Back in the bus right after dinner, he announced to everyone on a microphone that he’s sorry that I did not appreciate the food and that I’ll be looking for food elsewhere. Something to the extent that it’s a shame I cannot appreciate local food (hey! It’s a personal dislike right, everyone is entitled to a personal dislike for food…and rabbit food where everyone else had MEAT too?!). He continued to say that we are now going back to the ski resort and proceeded to ask me if I’m going to go for a 2-hr ski lesson or just ride up the gondola. I mentioned the latter and he immediately asked if I knew how high the gondola is. I said I didn’t. He said its 30-metres and asked if I know what to do once I get up to the top. He then said that I can jump down. If I don’t like the place like I don’t like the food. HOW DARE HE? Talk about Thai’s sense of humour, huh! I thought it was extremely rude for him to say such things, regardless of the situation. I took an offense to that, quite honestly. You have no idea what went thru my mind at that point and what nasty thing could have come out from my mouth, But, I remembered that it’s about face …and it would not look too good on me either if I retaliated. Instead, I gritted my teeth, smiled and looked away. After all, I’m in a bus full of Thais! I basically ignored him through-out the trip. I had to ask myself if he was just trying to play punk or did I really misinterpreted what he said? The other Thais in the bus did not say anything at all about it; neither were they laughing with him. Having kept my cool, I felt like I am on my way to saint-hood…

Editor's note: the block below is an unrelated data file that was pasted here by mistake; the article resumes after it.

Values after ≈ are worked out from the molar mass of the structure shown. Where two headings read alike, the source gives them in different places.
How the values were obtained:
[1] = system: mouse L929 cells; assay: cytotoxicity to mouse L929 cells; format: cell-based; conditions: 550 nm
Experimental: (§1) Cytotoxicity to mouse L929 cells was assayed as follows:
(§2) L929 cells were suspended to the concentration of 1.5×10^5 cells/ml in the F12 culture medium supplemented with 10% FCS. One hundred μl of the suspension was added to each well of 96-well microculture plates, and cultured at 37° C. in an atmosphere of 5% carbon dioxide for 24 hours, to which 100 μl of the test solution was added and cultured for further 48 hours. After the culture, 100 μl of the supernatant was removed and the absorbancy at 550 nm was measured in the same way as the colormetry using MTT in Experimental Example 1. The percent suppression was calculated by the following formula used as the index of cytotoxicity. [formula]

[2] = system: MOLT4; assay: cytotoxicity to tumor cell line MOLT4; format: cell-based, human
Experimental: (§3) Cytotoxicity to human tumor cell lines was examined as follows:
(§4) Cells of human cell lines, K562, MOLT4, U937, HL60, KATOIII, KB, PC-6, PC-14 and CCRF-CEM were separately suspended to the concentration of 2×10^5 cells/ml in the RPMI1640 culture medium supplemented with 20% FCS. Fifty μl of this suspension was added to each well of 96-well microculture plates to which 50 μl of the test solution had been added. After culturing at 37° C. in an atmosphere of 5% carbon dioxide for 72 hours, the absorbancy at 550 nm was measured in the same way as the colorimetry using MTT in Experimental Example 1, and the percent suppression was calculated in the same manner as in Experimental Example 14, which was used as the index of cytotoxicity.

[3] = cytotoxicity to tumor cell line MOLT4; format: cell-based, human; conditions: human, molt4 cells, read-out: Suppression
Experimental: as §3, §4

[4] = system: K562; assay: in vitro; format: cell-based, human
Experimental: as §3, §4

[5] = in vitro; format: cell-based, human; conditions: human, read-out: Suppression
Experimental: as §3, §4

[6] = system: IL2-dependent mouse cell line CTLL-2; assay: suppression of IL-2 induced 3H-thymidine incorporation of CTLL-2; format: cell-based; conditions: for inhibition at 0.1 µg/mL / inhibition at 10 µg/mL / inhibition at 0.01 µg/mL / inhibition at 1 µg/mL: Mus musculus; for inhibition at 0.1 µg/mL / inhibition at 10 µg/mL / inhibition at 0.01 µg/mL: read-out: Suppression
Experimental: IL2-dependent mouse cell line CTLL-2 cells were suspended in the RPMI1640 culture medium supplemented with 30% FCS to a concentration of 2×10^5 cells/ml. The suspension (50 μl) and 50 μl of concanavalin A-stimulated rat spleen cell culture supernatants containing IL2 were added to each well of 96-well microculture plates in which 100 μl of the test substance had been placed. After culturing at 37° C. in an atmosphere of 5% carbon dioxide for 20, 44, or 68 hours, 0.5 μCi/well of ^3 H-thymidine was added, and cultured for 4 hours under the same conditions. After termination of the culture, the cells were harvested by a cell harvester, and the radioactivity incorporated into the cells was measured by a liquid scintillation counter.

Apart from the ominous weather at the ski-resort and my unpleasant encounter with the guide on Day- 2, I thought it was strange how we didn’t visit any of the cultural stuff, except for some temples and cultural museum. And oh! Disneyland… We, however, were dropped off at shopping centres (ala MBK and Siam Square as described by the guides and which excited most of the Thais, btw) so that we can shop around during some of the time… I hate shopping, but I can’t complain. No one else did…and it would be rude to say anything. Besides, it was a free trip, yes? And I’m THE foreigner.